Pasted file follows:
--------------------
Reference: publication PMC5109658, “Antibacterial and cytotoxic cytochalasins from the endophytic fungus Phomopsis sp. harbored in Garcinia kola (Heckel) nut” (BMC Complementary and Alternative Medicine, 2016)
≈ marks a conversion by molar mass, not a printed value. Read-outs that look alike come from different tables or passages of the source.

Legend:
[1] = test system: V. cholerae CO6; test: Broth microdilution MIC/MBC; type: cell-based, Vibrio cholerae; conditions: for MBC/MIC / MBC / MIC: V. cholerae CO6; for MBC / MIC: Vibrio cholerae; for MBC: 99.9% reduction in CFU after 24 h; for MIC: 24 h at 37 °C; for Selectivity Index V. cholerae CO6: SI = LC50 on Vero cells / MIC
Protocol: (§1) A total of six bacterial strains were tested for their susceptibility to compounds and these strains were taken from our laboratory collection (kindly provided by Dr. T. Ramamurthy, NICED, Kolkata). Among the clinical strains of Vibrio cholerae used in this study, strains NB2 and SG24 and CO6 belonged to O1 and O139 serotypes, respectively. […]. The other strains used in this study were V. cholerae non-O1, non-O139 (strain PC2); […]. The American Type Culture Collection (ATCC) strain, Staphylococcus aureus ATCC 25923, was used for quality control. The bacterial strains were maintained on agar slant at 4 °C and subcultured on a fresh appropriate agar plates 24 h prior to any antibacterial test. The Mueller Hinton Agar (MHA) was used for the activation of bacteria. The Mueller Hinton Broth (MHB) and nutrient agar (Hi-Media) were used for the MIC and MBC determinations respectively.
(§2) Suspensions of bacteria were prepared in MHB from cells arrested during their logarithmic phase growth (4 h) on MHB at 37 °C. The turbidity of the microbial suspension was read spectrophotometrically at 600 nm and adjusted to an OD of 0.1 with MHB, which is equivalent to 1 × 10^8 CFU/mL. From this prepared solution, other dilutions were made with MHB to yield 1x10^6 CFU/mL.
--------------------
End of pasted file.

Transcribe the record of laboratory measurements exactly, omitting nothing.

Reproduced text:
Reference: publication PMC5109658, “Antibacterial and cytotoxic cytochalasins from the endophytic fungus Phomopsis sp. harbored in Garcinia kola (Heckel) nut” (BMC Complementary and Alternative Medicine, 2016)
≈ marks a conversion by molar mass, not a printed value. Read-outs that look alike come from different tables or passages of the source.

Legend:
[1] = test system: V. cholerae CO6; test: Broth microdilution MIC/MBC; type: cell-based, Vibrio cholerae; conditions: for MBC/MIC / MBC / MIC: V. cholerae CO6; for MBC / MIC: Vibrio cholerae; for MBC: 99.9% reduction in CFU after 24 h; for MIC: 24 h at 37 °C; for Selectivity Index V. cholerae CO6: SI = LC50 on Vero cells / MIC
Protocol: (§1) A total of six bacterial strains were tested for their susceptibility to compounds and these strains were taken from our laboratory collection (kindly provided by Dr. T. Ramamurthy, NICED, Kolkata). Among the clinical strains of Vibrio cholerae used in this study, strains NB2 and SG24 and CO6 belonged to O1 and O139 serotypes, respectively. […]. The other strains used in this study were V. cholerae non-O1, non-O139 (strain PC2); […]. The American Type Culture Collection (ATCC) strain, Staphylococcus aureus ATCC 25923, was used for quality control. The bacterial strains were maintained on agar slant at 4 °C and subcultured on a fresh appropriate agar plates 24 h prior to any antibacterial test. The Mueller Hinton Agar (MHA) was used for the activation of bacteria. The Mueller Hinton Broth (MHB) and nutrient agar (Hi-Media) were used for the MIC and MBC determinations respectively.
(§2) Suspensions of bacteria were prepared in MHB from cells arrested during their logarithmic phase growth (4 h) on MHB at 37 °C. The turbidity of the microbial suspension was read spectrophotometrically at 600 nm and adjusted to an OD of 0.1 with MHB, which is equivalent to 1 × 10^8 CFU/mL. From this prepared solution, other dilutions were made with MHB to yield 1x10^6 CFU/mL.